enter image description here


Other answers have shown the point in question is not a maximum of the potential as a function in three dimensions and hinted that the reason things went wrong has something to do with dimension. While it is true that the subtle mathematical point of confusion has to do with dimension, I'd like to clarify that the relevant theorem, known as the maximum principle, holds just fine. It states:

If $U \subset \mathbb{R}^n$ is open and $u: U \to \mathbb{R}$ is a (classical) solution to the $n$-dimensional Laplace equation $\Delta u = 0$, then for any precompact set $V \subset U$, the restriction of $u$ to the closure of $V$ achieves its maximum and minimum values on (and only on, provided $u$ isn't constant) the boundary $\partial V$.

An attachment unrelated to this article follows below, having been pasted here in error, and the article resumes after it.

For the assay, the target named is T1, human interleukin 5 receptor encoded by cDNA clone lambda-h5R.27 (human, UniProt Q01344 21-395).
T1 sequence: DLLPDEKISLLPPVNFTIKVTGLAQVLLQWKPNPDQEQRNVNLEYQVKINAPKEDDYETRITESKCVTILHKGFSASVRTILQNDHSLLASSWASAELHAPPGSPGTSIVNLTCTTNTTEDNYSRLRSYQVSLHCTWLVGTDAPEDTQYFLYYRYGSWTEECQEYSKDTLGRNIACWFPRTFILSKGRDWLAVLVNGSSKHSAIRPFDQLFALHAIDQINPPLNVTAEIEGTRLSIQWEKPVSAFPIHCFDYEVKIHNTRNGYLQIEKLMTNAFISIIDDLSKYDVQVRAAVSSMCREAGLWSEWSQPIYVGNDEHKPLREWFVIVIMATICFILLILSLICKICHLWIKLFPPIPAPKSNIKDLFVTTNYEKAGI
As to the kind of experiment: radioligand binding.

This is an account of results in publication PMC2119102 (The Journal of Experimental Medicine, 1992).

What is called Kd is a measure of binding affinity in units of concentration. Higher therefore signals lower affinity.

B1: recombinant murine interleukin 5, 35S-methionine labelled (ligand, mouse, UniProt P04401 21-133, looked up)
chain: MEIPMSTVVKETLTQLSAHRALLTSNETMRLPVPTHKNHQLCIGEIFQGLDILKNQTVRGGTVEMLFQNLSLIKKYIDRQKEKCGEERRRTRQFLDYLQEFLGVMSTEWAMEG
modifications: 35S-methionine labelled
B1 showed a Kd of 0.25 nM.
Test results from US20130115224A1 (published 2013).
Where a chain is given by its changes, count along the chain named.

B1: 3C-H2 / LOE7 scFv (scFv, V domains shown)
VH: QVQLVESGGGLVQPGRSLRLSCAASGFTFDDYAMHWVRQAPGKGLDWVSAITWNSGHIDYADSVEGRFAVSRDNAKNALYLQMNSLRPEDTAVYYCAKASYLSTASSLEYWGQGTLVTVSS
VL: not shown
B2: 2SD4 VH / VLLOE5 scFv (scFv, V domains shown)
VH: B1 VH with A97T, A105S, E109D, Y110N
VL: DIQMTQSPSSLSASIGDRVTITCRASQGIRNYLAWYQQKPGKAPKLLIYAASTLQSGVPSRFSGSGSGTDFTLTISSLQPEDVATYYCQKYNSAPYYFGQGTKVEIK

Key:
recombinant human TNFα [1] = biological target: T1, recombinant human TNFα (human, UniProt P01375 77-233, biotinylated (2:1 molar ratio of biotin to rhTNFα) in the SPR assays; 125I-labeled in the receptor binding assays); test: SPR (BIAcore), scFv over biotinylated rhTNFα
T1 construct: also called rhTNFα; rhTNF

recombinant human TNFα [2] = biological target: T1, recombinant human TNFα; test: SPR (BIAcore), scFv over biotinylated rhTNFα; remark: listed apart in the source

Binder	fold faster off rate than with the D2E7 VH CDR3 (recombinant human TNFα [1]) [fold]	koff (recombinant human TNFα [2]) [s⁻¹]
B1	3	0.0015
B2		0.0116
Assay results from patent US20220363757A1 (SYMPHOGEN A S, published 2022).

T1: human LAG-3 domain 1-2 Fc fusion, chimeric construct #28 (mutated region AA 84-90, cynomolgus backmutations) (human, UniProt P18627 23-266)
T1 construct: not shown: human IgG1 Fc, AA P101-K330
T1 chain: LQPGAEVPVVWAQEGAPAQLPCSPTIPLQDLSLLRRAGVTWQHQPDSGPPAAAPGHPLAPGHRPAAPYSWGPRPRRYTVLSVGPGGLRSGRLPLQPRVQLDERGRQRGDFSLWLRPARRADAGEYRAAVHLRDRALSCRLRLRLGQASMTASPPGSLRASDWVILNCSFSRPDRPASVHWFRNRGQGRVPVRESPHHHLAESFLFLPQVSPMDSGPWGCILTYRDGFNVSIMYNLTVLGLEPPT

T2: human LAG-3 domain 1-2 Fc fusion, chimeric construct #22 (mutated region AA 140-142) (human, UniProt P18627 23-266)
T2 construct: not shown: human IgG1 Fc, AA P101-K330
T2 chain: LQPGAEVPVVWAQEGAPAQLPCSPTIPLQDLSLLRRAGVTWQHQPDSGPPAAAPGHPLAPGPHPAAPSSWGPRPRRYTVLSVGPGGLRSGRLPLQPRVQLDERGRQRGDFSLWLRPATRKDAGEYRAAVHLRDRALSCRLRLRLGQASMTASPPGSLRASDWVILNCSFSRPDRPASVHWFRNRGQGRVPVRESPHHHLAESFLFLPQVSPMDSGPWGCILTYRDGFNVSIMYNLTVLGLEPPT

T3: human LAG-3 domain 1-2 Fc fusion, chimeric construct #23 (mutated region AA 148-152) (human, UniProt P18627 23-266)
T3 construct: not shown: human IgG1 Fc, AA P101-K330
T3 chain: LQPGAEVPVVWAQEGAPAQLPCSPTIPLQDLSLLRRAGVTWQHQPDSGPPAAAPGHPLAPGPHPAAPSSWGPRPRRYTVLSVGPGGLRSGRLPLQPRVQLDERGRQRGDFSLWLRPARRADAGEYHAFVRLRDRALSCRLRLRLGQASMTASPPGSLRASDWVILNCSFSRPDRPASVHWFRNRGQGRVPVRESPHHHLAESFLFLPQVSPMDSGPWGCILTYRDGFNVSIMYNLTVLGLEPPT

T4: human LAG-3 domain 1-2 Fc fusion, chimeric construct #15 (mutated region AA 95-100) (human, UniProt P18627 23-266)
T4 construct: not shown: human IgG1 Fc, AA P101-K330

You've observed that the potential $u$ generated by the two charges on the open set $U = \mathbb{R}^3 \backslash \{(0,0,0),(d,0,0)\}$ is indeed a (classical) solution to Laplace's equation in three dimensions on its domain, and you're trying to make a conclusion about the extrema of $u$ when restricted to the compact set $V= \{(x,0,0) \; | \; d/3 \leq x \leq 2d/3\} \subset U$.